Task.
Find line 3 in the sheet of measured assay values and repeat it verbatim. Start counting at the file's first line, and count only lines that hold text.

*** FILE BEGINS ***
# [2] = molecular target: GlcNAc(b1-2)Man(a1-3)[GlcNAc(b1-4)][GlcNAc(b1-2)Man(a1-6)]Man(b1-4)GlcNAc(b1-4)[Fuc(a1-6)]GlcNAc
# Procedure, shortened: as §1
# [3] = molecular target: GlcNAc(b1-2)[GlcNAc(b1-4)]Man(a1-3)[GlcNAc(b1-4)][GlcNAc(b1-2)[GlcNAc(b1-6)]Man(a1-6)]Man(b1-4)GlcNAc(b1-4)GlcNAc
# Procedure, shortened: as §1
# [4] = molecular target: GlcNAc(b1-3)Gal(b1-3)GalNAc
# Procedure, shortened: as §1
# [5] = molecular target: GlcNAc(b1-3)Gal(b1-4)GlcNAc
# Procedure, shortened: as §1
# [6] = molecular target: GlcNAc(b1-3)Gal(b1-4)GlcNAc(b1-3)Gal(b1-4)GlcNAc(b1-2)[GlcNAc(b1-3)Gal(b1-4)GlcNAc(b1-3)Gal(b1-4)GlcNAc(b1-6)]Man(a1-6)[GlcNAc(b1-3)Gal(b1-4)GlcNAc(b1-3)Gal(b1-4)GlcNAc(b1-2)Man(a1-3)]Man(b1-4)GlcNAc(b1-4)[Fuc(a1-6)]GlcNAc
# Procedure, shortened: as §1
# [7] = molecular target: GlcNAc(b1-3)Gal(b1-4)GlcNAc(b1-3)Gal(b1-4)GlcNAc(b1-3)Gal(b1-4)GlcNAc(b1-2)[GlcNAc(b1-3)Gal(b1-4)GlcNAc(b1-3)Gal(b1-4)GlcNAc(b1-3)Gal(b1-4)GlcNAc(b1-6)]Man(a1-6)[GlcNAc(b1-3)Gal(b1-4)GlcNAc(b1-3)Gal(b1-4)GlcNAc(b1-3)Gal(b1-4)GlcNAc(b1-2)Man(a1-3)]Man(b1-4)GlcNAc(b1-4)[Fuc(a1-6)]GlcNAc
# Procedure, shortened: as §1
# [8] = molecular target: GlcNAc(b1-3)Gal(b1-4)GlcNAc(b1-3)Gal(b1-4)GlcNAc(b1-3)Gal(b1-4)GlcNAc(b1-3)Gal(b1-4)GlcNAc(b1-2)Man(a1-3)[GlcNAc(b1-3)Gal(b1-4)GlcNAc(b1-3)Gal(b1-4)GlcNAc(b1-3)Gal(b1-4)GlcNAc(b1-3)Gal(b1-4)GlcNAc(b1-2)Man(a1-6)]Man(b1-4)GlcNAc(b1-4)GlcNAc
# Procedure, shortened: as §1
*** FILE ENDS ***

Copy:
# [3] = molecular target: GlcNAc(b1-2)[GlcNAc(b1-4)]Man(a1-3)[GlcNAc(b1-4)][GlcNAc(b1-2)[GlcNAc(b1-6)]Man(a1-6)]Man(b1-4)GlcNAc(b1-4)GlcNAc